As a moderately wealthy suburb of Fort Worth, Keller has been and continues to be solidly Republican, on a state, local, and national level. However, like many of its surrounding cities, it shifted left between the 2016 and 2020 United States Presidential Election, though it did so by a smaller margin than many of the surrounding areas. The city remains politically uncompetetive, as of 2022.
During the 2021-2022 school year, the Keller Independent School District in Texas faced controversy over the inclusion of a graphic novel called "Gender Queer" in its high school libraries. Some parents and community members raised objections to the book's depiction of gender identity and expression, leading to debates and protests. In response, the school board voted to remove the book from the curriculum.
The controversy also sparked discussions about censorship and academic freedom, and it led to a heightened interest in the school board elections that followed. Candidates with differing views on the issue ran for office, with those advocating for more parental involvement in curriculum decisions winning a majority of the seats.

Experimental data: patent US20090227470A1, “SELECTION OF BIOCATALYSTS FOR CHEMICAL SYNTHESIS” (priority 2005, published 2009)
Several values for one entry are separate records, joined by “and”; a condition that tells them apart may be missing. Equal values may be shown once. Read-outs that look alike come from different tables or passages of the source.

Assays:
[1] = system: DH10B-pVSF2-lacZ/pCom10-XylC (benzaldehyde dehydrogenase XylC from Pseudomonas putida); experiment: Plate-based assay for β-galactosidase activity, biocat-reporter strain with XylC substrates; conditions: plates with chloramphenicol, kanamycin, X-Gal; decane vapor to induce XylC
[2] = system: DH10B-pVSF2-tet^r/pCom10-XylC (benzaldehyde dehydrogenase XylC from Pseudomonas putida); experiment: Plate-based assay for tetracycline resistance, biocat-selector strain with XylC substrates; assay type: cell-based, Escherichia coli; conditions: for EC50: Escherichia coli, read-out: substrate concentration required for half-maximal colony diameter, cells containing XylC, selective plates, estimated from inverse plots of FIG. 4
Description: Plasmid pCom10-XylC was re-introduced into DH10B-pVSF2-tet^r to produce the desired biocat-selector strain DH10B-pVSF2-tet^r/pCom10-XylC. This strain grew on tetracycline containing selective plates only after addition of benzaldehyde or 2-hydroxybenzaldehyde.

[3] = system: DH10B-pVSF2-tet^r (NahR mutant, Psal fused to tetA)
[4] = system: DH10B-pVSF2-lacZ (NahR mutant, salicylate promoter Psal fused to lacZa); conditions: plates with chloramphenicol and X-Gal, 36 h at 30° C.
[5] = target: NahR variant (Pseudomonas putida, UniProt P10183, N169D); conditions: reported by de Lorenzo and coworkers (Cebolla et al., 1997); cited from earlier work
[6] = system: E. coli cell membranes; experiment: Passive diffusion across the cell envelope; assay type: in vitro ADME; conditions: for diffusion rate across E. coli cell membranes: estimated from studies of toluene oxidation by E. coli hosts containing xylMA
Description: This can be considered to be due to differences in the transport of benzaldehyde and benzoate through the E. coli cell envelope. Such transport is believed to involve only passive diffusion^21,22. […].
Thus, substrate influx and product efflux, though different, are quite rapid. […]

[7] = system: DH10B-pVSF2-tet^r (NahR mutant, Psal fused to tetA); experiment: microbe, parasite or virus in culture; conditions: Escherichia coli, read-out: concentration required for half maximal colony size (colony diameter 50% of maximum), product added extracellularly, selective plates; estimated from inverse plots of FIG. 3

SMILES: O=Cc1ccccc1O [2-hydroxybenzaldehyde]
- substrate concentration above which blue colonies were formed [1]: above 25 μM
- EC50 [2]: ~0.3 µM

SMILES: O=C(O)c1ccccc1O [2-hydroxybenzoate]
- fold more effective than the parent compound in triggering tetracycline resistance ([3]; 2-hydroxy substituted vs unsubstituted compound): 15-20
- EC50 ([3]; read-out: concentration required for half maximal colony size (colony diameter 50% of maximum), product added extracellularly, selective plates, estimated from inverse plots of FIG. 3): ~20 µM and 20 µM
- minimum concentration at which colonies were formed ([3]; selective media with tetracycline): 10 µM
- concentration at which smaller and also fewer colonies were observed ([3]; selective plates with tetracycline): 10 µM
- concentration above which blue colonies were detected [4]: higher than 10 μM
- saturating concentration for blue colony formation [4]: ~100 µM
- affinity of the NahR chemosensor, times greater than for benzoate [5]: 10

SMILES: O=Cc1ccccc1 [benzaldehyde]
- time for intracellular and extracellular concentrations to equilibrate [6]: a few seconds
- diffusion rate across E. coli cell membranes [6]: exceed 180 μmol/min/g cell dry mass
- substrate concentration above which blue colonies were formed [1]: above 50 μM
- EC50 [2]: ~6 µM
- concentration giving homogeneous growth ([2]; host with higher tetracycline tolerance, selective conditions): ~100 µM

Republican Representative Giovanni Capriglione of District 98 and Republican Senator Kelly Hancock of District 9 represents Keller citizens in the Texas House of Representatives and in the Texas State Senate.
Republican Senators John Cornyn and Ted Cruz represents Texas in the United States Senate. In the United States House of Representatives, Republican Representative Beth Van Duyne represents the 24th Congressional District of Texas.
The Keller Independent School District has 39 campuses serving more than 34,000 students. Students zoned to Keller ISD attend 23 different elementary schools, 12 different intermediate/middle schools, and 5 different high schools. Most of the schools within the district are located in northeast Fort Worth. This means Keller's school district is substantially larger than the city itself.
One source of Keller's bedroom-community serenity comes from having no contact with any interstate highways. U.S. Route 377, a north–south United States highway runs along Keller's western border, parallel to Interstate 35W. Davis Boulevard (FM1938), a north–south Farm to Market Road from North Richland Hills to Southlake, runs through Keller. Keller Parkway (FM 1709) runs from Interstate 35W in Fort Worth, where it is named "Golden Triangle Boulevard," to State Highway 114 (SH 114) in Southlake, where it is named "Southlake Boulevard."
In September 2004, Verizon Communications, launched their FiOS fiber-optic communications network; 9,000 customers in Keller, Texas, were the very first in the nation. Verizon replaced copper wires with optical fibers, commencing service in 2005.
Keller consistently scores as a very safe city, in United States cities by crime rate (40,000–60,000) in Federal Bureau of Investigation Uniform Crime Reports statistics.